Young people tell me that the listicle is the way to go (flexible length, no need to build narrative flow) so here’s what I’m hoping for from Satellite 2015 next week.
From a maritime industry perspective, few of these things are likely: Satellite is peer-to-peer show more concerned with orbital insertion and the potential of nanosats than the niceties of maritime. That will get a lot more play the next week during CMA when the industry will talk about almost everything except communications.
- Less about HTS. The satellite industry is obsessed with HTS and its potential. And so they should be, since it brings potential communication speed out of the early 1990s dial-up era and into the early broadband era of the 2000s. In satellite that kind of improvement is worthy of this much fuss. Satellite is hard, expensive and tough to deliver to moving targets but the maritime industry for one is going to take some convincing that the next big thing is just that. It’s worth remembering the Stark Moore McMillan (as was) survey of a few years ago that found the majority of the maritime industry still working at 9.6kbps with thousands of seafarers still unconnected. HTS isn’t going to lift those people out of bandwidth poverty.
- More about end-users. If any of Satellite’s delegates have been paying attention, they will have noticed the Baltic Dry Index hitting its record low, all but a few containership operators bleeding red ink and global trade demand prospects so poor that even those who said this slump is not as bad as the 1980s are now keeping quiet. With the exception of tanker trades driven by low oil prices, the industry is in the toilet, so it’s not a great time to sell them new shiny things unless they are mandated by regulation. That doesn’t mean they won’t buy, just that satellite people have to listen first, sell second. The maritime satellite providers have talked a good game on the need for monitoring, telematics and chart updates but it would be good to see a little more evidence-based data of the need.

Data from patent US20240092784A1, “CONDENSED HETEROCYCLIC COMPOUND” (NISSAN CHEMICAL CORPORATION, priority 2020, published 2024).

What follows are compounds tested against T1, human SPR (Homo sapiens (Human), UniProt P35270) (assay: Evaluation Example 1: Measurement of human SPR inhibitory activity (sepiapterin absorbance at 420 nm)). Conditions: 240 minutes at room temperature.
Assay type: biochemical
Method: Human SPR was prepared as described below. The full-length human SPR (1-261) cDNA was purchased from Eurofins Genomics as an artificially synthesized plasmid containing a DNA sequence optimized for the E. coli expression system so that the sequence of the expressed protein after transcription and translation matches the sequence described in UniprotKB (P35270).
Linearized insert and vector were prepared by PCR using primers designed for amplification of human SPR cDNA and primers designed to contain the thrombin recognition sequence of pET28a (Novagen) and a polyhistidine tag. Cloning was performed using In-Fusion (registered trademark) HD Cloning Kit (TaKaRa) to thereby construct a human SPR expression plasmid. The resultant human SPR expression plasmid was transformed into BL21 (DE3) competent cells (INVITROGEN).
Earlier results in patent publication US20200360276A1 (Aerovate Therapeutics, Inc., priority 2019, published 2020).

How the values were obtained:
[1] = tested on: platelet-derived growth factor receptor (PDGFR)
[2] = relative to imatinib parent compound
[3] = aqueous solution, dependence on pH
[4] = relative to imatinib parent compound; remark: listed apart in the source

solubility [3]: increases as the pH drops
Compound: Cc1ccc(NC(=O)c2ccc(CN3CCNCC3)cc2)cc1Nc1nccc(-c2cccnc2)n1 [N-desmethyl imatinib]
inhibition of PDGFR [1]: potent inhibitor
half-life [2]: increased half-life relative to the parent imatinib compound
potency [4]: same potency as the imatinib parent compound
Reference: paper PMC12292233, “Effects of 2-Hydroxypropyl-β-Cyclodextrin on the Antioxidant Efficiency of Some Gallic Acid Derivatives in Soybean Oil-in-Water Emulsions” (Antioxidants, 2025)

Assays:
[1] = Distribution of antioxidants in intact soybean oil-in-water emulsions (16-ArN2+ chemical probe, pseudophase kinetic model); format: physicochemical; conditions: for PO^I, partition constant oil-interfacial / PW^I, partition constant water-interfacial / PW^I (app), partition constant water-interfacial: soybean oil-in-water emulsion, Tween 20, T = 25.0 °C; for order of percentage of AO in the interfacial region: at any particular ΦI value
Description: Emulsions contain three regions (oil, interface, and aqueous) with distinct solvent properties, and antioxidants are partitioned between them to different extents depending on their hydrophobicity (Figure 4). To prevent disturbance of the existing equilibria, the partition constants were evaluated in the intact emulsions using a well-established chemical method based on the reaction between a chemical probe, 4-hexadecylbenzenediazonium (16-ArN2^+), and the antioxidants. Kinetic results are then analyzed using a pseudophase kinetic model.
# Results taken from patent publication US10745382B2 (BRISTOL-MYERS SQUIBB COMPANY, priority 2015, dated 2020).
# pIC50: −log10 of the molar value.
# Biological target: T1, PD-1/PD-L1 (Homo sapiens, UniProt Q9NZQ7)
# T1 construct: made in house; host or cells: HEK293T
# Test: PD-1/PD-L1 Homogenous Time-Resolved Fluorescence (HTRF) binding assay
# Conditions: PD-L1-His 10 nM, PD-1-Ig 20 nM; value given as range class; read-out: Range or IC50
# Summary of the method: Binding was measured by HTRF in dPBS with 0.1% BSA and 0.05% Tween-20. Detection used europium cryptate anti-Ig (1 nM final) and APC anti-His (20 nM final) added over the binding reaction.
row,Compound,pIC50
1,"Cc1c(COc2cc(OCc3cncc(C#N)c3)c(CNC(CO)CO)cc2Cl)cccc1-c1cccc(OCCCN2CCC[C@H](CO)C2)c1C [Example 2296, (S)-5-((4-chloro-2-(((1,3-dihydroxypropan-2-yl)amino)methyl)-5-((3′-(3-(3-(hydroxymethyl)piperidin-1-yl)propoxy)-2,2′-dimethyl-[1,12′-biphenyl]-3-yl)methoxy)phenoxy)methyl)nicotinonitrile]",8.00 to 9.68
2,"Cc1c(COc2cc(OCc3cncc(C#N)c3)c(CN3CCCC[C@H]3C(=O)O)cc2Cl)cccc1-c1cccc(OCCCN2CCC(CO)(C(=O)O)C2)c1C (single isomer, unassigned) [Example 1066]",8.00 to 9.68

- Easier to buy VSAT. This is happening – KVH will say it has already happened – but if the industry is to take to VSAT in large numbers it needs to be a commodity sale just like L-Band has been. Owners are unsure about VSAT because they see a large per month expenditure, sometimes with expensive equipment on top and are unsure whether they can make it pay. Deciding whether or not they will monetise or incentivise their crew makes that clearer and I tend to think that crew would pay for a good service. The headlines tell us more and more owners are signing up for VSAT but they are still in the minority. No one issues a PR that says ‘Fleet77 unit still working, if pricey’.
- Making value added a reality. Shipping likes the idea of added value. Ship suppliers, classification societies, even satellite service providers use it to differentiate even though it means different things to them and their customers. Without it they are selling the same thing and price is the only thing that counts. But shipping is good at bolt-ons; telemedicine, e-learning, weather routeing and so on. When this stuff moves beyond the ‘bursty’ and into a continuous stream – then there is a supply-demand gap. Seafarers want it – and some companies too – but it is hard to get the bandwidth required to make it happen without confidence that your connection is robust enough to support it.
- Choice that is easier to choose. The maritime industry has seen satellite providers grow from IMO-mandated monopoly to duopoly then to a free market with a wealth of choice. But something has prevented them from seeing this as real choice.
Perhaps it is a lack of inertia because ‘no-one-ever got fired for buying Inmarsat’, perhaps that the alternatives on offer really weren’t that much better. And where the incumbent used to respond to market changes slowly, it is now pushing them to stay in contention not just at sea but in the air and on land. Between the remaining L-band providers and the FSS VSAT companies who think there is a gold mine awaiting them in shipping, there is a lot of interest in carving out territory. But there is also an imbalance between the very large service/distribution partners, some of whom run satellites themselves and the traditional SPs whose value lies in experienced people who also have a handy way with a spanner. Ultimately this is an ‘out of town supermarket versus the high street’ scenario. One may have a preference, but from this side of the pond, it’s pretty easy to see how that one ended.
See you at the show and if you are free on Tuesday at 16:30 come along to the MSUA-12 maritime session. Full details: www.satshow.com.